Saturday Night Live will air a new episode on Saturday, Nov. 7, just days after election day, NBC announced Thursday. It will be an unprecedented sixth consecutive weekend with a new episode from the long-running sketch comedy series. Saturday Night Live first announced plans to start Season 46 with five new episodes in a row, which was already a record.
SNL kicked off its 46th season later than usual due to the coronavirus pandemic, leaving the show without an opportunity to take a week off before the election. The consecutive episodes will continue this weekend, with singer Adele as the host and guitarist H.E.R. as the musical performer. There will be another episode on Oct. 31, but no guests have been announced yet. NBC also did not announce guests for Nov. 7. However, Jim Carrey has appeared as Democratic presidential nominee Joe Biden in each episode, alongside former SNL cast member Maya Rudolph as Biden's running mate, California Sen. Kamala Harris. Alec Baldwin returned to play President Donald Trump.
In an interview with The New York Times before the new season began, SNL creator Lorne Michaels admitted he was not sure himself if the show could do so many new episodes in a row. "We don’t know that we’re going to be able to pull it off," Michaels, who serves as executive producer, told the Times. "We’re going to be as surprised as everyone else when it actually goes on."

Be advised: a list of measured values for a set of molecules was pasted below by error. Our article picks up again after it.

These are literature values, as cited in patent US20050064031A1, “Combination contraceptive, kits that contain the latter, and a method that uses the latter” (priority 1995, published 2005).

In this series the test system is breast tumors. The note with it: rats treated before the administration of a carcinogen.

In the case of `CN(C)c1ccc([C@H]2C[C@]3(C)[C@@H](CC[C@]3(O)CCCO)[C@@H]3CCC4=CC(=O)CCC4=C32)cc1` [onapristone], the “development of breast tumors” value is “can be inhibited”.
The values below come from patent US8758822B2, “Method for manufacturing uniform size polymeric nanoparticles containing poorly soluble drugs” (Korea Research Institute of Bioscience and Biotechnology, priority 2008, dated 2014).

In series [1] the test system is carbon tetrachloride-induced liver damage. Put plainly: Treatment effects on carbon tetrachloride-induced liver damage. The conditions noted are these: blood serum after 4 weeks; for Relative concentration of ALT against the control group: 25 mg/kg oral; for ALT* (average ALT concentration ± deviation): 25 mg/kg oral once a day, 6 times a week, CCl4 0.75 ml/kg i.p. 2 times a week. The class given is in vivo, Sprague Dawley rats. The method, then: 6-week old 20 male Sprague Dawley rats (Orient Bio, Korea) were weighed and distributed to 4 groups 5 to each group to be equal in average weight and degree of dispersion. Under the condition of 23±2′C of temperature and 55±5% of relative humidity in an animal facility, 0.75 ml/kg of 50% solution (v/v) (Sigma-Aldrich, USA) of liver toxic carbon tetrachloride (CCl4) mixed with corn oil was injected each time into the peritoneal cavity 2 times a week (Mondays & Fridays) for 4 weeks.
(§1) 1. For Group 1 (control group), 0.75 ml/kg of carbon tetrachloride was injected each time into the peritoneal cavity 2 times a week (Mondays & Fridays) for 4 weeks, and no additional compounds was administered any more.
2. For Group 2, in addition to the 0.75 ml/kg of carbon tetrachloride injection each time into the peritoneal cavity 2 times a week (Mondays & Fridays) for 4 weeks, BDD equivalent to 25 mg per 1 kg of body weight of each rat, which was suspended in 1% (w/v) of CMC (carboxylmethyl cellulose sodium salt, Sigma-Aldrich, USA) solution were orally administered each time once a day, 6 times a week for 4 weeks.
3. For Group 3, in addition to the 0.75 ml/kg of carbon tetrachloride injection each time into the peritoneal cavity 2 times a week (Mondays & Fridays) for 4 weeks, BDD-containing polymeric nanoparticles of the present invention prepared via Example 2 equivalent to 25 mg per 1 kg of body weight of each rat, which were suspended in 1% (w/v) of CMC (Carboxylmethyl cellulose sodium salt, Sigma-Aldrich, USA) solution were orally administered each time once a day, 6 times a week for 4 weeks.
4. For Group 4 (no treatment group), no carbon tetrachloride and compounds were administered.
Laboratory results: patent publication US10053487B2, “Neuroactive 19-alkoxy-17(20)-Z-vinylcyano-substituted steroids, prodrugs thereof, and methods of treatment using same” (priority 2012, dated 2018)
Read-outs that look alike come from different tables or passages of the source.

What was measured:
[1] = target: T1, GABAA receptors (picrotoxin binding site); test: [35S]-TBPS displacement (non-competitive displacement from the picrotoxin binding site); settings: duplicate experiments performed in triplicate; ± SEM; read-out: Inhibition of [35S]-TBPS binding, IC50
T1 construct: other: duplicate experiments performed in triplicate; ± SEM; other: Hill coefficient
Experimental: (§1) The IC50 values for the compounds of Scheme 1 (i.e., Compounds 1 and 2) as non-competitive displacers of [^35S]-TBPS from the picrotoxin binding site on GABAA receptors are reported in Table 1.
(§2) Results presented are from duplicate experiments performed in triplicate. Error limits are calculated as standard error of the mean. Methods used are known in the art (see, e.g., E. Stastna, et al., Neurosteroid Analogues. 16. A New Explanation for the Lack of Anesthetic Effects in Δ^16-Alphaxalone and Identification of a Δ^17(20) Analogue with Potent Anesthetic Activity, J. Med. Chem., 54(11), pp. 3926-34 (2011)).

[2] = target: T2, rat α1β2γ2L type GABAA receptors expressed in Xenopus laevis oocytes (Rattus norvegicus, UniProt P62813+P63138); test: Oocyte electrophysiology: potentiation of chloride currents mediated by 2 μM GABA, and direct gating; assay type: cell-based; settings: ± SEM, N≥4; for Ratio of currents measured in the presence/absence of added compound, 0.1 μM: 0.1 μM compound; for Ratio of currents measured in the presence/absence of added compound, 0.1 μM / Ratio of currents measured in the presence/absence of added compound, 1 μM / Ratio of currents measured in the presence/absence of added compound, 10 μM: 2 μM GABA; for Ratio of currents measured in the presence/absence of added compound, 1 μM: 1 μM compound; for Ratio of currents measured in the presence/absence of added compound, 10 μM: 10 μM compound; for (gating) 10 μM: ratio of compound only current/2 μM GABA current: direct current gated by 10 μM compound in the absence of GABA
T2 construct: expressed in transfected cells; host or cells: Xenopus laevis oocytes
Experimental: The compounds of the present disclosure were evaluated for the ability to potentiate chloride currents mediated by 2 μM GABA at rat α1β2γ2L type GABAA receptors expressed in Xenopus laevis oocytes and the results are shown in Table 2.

The SNL set has been tightly controlled during the coronavirus pandemic, which already led to one major change this season. Country singer Morgan Wallen was scheduled to perform on Oct. 10 but was replaced by Jack White after Wallen was seen hanging out without wearing a mask the weekend before the show. The show has been allowed a minimal number of audience members, and cast members have worn masks between sketches. Everyone involved in the show is being tested for the virus, Michaels said.
Michaels' decision to cast Carrey as Biden has come under fire three weeks into the season. Although Carrey's performance was welcomed early on, others have criticized the way he portrays the former vice president. Before the season began, Michaels defended casting a non-SNL actor in the part. "Every time he’s done [SNL], he's always come through brilliantly, and I think what he will bring to this part will be stunning and possibly transcend comedy," Michaels said. "Because we’re in a period where comedy is only part of it."